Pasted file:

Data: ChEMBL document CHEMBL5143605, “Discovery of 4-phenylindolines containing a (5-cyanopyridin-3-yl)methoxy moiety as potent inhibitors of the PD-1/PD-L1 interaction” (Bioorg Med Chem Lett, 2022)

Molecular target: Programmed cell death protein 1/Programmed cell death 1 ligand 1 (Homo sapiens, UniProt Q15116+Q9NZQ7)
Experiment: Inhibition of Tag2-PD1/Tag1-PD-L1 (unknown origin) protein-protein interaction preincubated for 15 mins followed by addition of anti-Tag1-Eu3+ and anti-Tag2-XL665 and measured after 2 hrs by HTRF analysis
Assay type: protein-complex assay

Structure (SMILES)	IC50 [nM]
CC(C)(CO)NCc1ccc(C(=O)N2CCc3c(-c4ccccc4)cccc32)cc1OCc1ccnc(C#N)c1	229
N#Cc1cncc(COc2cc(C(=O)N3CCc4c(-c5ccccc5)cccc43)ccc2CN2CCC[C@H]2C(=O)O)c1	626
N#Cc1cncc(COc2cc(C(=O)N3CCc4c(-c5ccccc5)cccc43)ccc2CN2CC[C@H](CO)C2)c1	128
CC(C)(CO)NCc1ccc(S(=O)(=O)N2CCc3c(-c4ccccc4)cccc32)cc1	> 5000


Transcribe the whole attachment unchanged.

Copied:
Data: ChEMBL document CHEMBL5143605, “Discovery of 4-phenylindolines containing a (5-cyanopyridin-3-yl)methoxy moiety as potent inhibitors of the PD-1/PD-L1 interaction” (Bioorg Med Chem Lett, 2022)

Molecular target: Programmed cell death protein 1/Programmed cell death 1 ligand 1 (Homo sapiens, UniProt Q15116+Q9NZQ7)
Experiment: Inhibition of Tag2-PD1/Tag1-PD-L1 (unknown origin) protein-protein interaction preincubated for 15 mins followed by addition of anti-Tag1-Eu3+ and anti-Tag2-XL665 and measured after 2 hrs by HTRF analysis
Assay type: protein-complex assay

Structure (SMILES)	IC50 [nM]
CC(C)(CO)NCc1ccc(C(=O)N2CCc3c(-c4ccccc4)cccc32)cc1OCc1ccnc(C#N)c1	229
N#Cc1cncc(COc2cc(C(=O)N3CCc4c(-c5ccccc5)cccc43)ccc2CN2CCC[C@H]2C(=O)O)c1	626
N#Cc1cncc(COc2cc(C(=O)N3CCc4c(-c5ccccc5)cccc43)ccc2CN2CC[C@H](CO)C2)c1	128
CC(C)(CO)NCc1ccc(S(=O)(=O)N2CCc3c(-c4ccccc4)cccc32)cc1	> 5000